A little over a week ago, I packed my bags, spent a night in Missoula, MT, picked up 3 (and then 4) fellow travelers, and headed into the wilds of Utah where we met two more friends. I’m not a seasoned backpacker or hiker, having spent usually only a day or two in the “back country” and six days last year hiking 80+ miles of the Wind River National Wilderness Area with two good friends who are much more knowledgeable than I probably ever will be.
However, I am a long-time meditator (over 15 years now), and a firm believer in the power of wild nature to enhance and sustain states of meditation. “But what exactly does that mean?” the picky academic in me asks.
1) In nature, one forgets oneself in order to remember oneself.
In your familiar surroundings, everything has its own story. The computer before me that I bought at such and such a time. The radio beside me that I could choose to turn on. The headphones, stapler, and other miscellany that I could or should clean up. The place from which I’m supposed to do work of this or that kind. Stories. Inescapable stories in everything.
But in nature, things just are. If there’s a story to be told, it’s not one about me. It’s a story of creation, in the naturalist sense. It’s a story of awe and abundance. And it’s a story that folks like me don’t often try to tell. For the words needed are those of poets, not philosophers. Even photos like this one of sunrise in Goblin Valley, which bring me instantly into the scene and all the beauty it held, may simply be flat and “pretty” to a reader or viewer who has never been to such a place.
A great poet could act as a vessel for the story of that sunrise, letting its story be told. But even that poet forgets him or herself in order to let that story flow forth. The rest of us just stand, sit, lie down, or walk in awe.
In that act you find no place for the ego (it can always come back, and it does). In awe the ego is replaced by the plenitude of reality in all its vastness, complexity, and impermanence. Soon enough, the sun rose, the clouds closed in, and just a regular day settled in upon us. Well, not just any regular day. We were, after all, headed deeper into the wilds.
2) Connectedness is measured by openness + time / distractions.
How many times have you been distracted since clicking on this post? Hopefully fewer times than I’ve been distracted in writing it. Setting aside, or getting away from, distractions is essential to connecting. This is true in everything from our studies to nature to relationships near and far.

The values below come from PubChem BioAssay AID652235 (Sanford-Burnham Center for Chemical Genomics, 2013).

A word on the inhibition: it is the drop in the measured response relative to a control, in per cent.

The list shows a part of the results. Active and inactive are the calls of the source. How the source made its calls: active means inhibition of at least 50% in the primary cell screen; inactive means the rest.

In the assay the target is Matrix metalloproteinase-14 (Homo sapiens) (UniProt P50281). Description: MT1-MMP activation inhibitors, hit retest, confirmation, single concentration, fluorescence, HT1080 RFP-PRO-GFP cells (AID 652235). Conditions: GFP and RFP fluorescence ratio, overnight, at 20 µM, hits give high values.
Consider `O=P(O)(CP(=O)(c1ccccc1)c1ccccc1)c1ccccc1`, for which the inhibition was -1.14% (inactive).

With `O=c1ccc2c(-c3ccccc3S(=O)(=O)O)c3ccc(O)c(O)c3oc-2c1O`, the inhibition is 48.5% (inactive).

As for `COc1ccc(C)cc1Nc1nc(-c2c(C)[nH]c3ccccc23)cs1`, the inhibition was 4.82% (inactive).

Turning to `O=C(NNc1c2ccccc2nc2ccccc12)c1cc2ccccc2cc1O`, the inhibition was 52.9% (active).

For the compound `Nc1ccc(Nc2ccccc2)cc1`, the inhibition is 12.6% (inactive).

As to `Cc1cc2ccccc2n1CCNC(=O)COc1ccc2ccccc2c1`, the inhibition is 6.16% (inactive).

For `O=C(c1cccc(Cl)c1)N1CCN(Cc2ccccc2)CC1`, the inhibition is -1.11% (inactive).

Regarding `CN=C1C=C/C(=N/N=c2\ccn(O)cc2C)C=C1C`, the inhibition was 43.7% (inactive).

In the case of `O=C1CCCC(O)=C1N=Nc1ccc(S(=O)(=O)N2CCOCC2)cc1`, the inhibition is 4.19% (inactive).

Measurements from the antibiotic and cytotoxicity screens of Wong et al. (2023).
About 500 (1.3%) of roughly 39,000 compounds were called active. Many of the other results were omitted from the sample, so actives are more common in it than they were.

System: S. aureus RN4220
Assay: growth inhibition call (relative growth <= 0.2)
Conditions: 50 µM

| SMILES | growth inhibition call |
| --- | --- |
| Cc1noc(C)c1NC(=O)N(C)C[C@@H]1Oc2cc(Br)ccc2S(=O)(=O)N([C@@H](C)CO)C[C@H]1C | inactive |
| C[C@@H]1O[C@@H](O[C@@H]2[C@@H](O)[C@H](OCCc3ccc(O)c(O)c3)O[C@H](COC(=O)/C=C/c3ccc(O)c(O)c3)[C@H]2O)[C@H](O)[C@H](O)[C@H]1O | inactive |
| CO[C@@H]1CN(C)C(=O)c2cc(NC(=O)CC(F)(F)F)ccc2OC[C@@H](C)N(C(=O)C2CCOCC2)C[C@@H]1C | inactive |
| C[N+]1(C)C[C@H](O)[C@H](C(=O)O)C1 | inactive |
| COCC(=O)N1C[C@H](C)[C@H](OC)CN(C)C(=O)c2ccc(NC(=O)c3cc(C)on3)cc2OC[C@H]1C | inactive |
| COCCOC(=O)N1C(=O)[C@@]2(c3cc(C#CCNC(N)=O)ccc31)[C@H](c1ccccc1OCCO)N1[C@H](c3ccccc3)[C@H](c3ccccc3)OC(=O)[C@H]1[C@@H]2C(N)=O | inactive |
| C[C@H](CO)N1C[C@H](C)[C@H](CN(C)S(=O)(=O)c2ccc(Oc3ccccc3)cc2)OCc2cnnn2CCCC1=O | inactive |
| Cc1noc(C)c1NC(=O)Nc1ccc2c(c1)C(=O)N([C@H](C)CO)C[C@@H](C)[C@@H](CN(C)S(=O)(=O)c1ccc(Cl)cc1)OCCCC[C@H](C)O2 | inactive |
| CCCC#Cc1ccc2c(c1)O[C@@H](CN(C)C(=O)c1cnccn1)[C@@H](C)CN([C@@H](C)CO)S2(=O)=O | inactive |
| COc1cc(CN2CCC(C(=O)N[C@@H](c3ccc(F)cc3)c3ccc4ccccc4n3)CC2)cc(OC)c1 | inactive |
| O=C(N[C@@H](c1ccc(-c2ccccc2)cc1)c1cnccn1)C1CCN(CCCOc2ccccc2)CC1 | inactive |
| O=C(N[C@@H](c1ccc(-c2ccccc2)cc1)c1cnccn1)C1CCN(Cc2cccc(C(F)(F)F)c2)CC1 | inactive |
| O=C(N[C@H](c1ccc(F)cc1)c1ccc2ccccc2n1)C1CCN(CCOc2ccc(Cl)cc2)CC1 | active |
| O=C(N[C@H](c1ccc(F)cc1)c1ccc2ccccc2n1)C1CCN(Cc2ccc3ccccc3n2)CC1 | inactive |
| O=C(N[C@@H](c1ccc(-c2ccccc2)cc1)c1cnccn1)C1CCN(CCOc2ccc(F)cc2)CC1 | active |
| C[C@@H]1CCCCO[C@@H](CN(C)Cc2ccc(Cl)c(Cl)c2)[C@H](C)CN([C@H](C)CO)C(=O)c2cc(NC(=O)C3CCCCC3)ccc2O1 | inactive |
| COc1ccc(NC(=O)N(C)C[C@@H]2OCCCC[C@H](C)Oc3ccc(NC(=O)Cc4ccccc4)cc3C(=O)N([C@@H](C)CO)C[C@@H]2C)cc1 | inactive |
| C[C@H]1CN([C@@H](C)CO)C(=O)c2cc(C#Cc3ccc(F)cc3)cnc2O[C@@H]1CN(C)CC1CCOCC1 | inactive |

In Buddhism, right view is the first step of the eightfold noble path. While one can cultivate the other steps, getting this right is essential to meaningful progress. Luckily for us, right view can be understood with two very basic truths: 1) nothing is eternal, and 2) nothing really disappears.
Instead what is, is a state of constant change, what in the West we call process philosophy. The Buddha explained this truth and its resulting actions in the knower thus:
“By & large, Kaccayana, this world is supported by (takes as its object) a polarity, that of existence & non-existence. But when one sees the origination of the world as it actually is with right discernment, ‘non-existence’ with reference to the world does not occur to one. When one sees the cessation of the world as it actually is with right discernment, ‘existence’ with reference to the world does not occur to one.
“By & large, Kaccayana, this world is in bondage to attachments, clingings (sustenances), & biases. But one such as this does not get involved with or cling to these attachments, clingings, fixations of awareness, biases, or obsessions; nor is he resolved on ‘my self.’ He has no uncertainty or doubt that, when there is arising, only stress is arising; and that when there is passing away, only stress is passing away. In this, one’s knowledge is independent of others. It is to this extent, Kaccayana, that there is right view.”
— SN 12.15 (via Access to Insight)
Imagine the very idea of “‘existence’ with reference to the world” not occurring to you. Imagine seeing all as arising and falling away. Understanding this intellectually is a start. Understanding it in the very bones of one’s body is the goal.
You can look at a stream flowing alongside a cliff face and see that this little flow of water, over millions of years, cut every inch out of that cliff. At one time, this canyon was just a depression, a stream bed. Then it deepened, bit by bit. And it will continue long after you and I are gone. All of humanity’s existence can be measured here, in probably a few feet of the cliff. And your life: probably a couple millimeters.
And yet here you are, at the center of all of this, taking in the scene of history in this moment. No attachments, clingings, fixations, biases, or obsessions. Just this.
3) Live in the moment, knowing it may be your last.